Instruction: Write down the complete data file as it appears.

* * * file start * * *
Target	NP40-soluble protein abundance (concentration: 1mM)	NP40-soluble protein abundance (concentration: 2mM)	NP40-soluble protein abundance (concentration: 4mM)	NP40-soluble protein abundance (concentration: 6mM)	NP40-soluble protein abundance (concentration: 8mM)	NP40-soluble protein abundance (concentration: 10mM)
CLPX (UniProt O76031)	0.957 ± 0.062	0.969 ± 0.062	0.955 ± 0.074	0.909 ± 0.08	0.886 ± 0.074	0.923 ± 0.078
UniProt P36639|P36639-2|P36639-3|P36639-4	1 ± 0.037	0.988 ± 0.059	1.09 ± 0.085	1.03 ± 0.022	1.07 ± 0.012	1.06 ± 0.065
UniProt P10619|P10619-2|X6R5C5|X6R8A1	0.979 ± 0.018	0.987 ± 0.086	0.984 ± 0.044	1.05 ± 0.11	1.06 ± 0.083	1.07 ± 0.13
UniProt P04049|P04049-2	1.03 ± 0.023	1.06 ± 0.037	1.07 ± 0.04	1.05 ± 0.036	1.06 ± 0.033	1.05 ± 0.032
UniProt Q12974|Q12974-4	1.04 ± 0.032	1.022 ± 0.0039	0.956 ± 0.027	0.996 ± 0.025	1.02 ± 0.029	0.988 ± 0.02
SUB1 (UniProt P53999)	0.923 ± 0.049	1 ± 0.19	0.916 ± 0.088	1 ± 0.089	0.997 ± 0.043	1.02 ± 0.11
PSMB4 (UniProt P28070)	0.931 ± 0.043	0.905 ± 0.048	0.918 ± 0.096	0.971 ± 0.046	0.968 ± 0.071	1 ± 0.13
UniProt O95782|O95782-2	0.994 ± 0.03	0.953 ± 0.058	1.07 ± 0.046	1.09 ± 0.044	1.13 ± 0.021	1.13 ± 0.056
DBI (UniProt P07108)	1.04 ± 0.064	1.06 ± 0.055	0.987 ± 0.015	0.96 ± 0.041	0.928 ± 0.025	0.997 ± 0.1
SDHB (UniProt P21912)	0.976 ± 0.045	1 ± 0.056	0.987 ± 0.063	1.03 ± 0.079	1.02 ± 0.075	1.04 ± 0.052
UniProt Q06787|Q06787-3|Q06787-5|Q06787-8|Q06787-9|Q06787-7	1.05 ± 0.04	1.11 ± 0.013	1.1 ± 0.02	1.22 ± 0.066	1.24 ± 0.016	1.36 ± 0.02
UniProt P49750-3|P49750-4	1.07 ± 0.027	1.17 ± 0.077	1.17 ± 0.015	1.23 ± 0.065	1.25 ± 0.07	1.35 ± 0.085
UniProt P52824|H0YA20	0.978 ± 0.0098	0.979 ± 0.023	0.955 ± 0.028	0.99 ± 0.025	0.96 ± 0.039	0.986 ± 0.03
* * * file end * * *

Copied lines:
Target	NP40-soluble protein abundance (concentration: 1mM)	NP40-soluble protein abundance (concentration: 2mM)	NP40-soluble protein abundance (concentration: 4mM)	NP40-soluble protein abundance (concentration: 6mM)	NP40-soluble protein abundance (concentration: 8mM)	NP40-soluble protein abundance (concentration: 10mM)
CLPX (UniProt O76031)	0.957 ± 0.062	0.969 ± 0.062	0.955 ± 0.074	0.909 ± 0.08	0.886 ± 0.074	0.923 ± 0.078
UniProt P36639|P36639-2|P36639-3|P36639-4	1 ± 0.037	0.988 ± 0.059	1.09 ± 0.085	1.03 ± 0.022	1.07 ± 0.012	1.06 ± 0.065
UniProt P10619|P10619-2|X6R5C5|X6R8A1	0.979 ± 0.018	0.987 ± 0.086	0.984 ± 0.044	1.05 ± 0.11	1.06 ± 0.083	1.07 ± 0.13
UniProt P04049|P04049-2	1.03 ± 0.023	1.06 ± 0.037	1.07 ± 0.04	1.05 ± 0.036	1.06 ± 0.033	1.05 ± 0.032
UniProt Q12974|Q12974-4	1.04 ± 0.032	1.022 ± 0.0039	0.956 ± 0.027	0.996 ± 0.025	1.02 ± 0.029	0.988 ± 0.02
SUB1 (UniProt P53999)	0.923 ± 0.049	1 ± 0.19	0.916 ± 0.088	1 ± 0.089	0.997 ± 0.043	1.02 ± 0.11
PSMB4 (UniProt P28070)	0.931 ± 0.043	0.905 ± 0.048	0.918 ± 0.096	0.971 ± 0.046	0.968 ± 0.071	1 ± 0.13
UniProt O95782|O95782-2	0.994 ± 0.03	0.953 ± 0.058	1.07 ± 0.046	1.09 ± 0.044	1.13 ± 0.021	1.13 ± 0.056
DBI (UniProt P07108)	1.04 ± 0.064	1.06 ± 0.055	0.987 ± 0.015	0.96 ± 0.041	0.928 ± 0.025	0.997 ± 0.1
SDHB (UniProt P21912)	0.976 ± 0.045	1 ± 0.056	0.987 ± 0.063	1.03 ± 0.079	1.02 ± 0.075	1.04 ± 0.052
UniProt Q06787|Q06787-3|Q06787-5|Q06787-8|Q06787-9|Q06787-7	1.05 ± 0.04	1.11 ± 0.013	1.1 ± 0.02	1.22 ± 0.066	1.24 ± 0.016	1.36 ± 0.02
UniProt P49750-3|P49750-4	1.07 ± 0.027	1.17 ± 0.077	1.17 ± 0.015	1.23 ± 0.065	1.25 ± 0.07	1.35 ± 0.085
UniProt P52824|H0YA20	0.978 ± 0.0098	0.979 ± 0.023	0.955 ± 0.028	0.99 ± 0.025	0.96 ± 0.039	0.986 ± 0.03